An Unintentional Education

Two years ago I stumbled into an area of which I had no real prior knowledge: beauty products. Sure, I use them every day, but I never put too much thought into what I was using. I wash my face and hair, slather myself with lotion, spray perfume, and out the door I go. I occasionally wear makeup, but so rarely that I still have some of the same cosmetics I bought over a decade ago. Basically my approach to purchasing beauty products went something like this…

If it was on sale, I bought it.
If it smelled good, I bought it.
If it looked good, I bought it.
If my friends or mom used it, I bought it.

When I first started experimenting with beauty products as a teenager I was drawn to glittery packaging, loud colors and cool names like Wet n Wild. I was obsessed with lip gloss and loved the ones that tasted like candy, like Bonne Bell. Bubble gum was a favorite and I globbed it on in copious amounts. Ditto dousing myself in Love’s Baby Soft. All my friends did.

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I’m the lipstick lover on the left

The ingredients in these products never crossed my mind. The irony is that I’ve always been mindful of what I eat. One of my first jobs was at McDonald’s working in the kitchen and the experience turned me off not just fast food, but processed food in general. I still cringe walking down the cereal aisle in the supermarket seeing all the sugar sold as breakfast.

I once volunteered at a homeless shelter for city youth where I cooked weekly meals. I’ll never forget the time I brought fresh blueberries and one of the residents said they didn’t taste like blueberries. Confused, I asked her to explain. I came to realize that she’d never actually tasted a real blueberry, only the blueberry filling in processed treats. Her taste buds were accustomed to the sugary version of what that flavor was supposed to be.

This made me think about my own attraction to scents when choosing products. I’d read labels that advertised smelling like the ocean, fresh cut grass or a bouquet of flowers. The artificial nature of this is no different than my blueberry example. In other words, these brands put chemicals in their products to make them smell a certain way. And just like blueberry filling, there is nothing natural about it.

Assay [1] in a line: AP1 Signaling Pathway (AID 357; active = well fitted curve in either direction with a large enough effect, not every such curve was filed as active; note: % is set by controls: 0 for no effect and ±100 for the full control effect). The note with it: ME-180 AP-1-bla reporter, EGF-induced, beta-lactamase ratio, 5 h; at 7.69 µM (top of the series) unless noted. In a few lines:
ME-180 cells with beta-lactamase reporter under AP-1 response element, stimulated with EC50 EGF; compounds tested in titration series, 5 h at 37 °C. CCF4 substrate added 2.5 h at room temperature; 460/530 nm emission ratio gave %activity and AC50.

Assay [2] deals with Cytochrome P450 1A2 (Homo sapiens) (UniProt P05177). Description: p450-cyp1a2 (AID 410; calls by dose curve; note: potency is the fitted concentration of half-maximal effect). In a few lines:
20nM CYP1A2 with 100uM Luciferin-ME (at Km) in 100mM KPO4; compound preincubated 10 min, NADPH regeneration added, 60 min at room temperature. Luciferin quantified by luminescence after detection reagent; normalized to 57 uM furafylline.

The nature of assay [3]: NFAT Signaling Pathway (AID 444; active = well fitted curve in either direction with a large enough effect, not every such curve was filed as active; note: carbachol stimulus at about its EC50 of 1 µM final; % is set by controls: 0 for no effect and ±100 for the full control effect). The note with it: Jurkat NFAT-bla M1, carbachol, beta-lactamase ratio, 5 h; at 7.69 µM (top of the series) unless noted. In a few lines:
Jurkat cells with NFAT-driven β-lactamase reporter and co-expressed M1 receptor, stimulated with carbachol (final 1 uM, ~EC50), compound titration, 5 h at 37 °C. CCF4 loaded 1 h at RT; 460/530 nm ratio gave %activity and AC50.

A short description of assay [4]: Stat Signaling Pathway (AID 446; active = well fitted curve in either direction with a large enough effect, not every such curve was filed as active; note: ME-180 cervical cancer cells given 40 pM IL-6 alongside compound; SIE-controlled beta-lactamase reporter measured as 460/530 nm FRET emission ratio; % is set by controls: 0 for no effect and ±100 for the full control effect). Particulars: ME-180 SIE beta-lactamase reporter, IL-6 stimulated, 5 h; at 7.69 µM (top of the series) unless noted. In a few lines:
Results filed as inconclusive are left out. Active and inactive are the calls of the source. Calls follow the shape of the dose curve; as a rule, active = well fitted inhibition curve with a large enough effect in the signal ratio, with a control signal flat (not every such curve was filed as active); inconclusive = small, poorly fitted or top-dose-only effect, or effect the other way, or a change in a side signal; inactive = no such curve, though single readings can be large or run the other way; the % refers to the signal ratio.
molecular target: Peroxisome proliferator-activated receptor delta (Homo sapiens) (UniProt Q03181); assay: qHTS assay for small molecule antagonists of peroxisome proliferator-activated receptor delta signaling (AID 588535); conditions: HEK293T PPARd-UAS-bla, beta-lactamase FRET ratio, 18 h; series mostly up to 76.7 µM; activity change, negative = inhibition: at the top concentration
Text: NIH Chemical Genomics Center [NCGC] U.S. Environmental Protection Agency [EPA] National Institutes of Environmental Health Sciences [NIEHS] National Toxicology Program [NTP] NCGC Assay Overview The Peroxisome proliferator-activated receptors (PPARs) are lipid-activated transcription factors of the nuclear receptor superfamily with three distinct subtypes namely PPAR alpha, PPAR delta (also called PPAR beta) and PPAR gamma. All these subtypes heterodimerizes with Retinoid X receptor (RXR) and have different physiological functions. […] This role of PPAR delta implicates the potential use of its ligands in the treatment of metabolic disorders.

Your skin absorbs the products you apply and these ingredients get into your bloodstream. Occasionally eating at McDonald’s is not going to kill you, but is eating there every day a good idea? Probably not, so why subject your skin to a daily routine that’s less than healthy?

I had my ah-ha moment on these things later in life, after 40, when I became involved helping a couple of friends with their startup (Indie Beauty Expo) which focuses on indie beauty brands, many of which emphasize clean ingredients. As their copy editor I found myself immersed in the material, which resulted in completely changing my own approach to purchasing products.

A lot of natural brands don’t have the strong fragrance I’d been accustomed to and that took some getting used to, just like the teenager that had to acquire a taste for real blueberries versus a fake substitute. Now whenever I smell certain products, the artificial scent is obvious. I’d rather apply a more neutral-smelling product and know that what I’m applying to my skin is a cleaner alternative. That’s not to say natural brands lack desirable scents; many have just figured out a healthier, and perhaps more subtle, way to deliver it.

In the end, what began as a proofreading project wound up becoming an unintentional education. I’m somewhat of a late bloomer, but it’s never too late to change habits and start a new course, especially one for the better. Going forward I’m only going to use “the real blueberry” of beauty products, and the Indie Beauty Expo is the farmer’s market to discover them.

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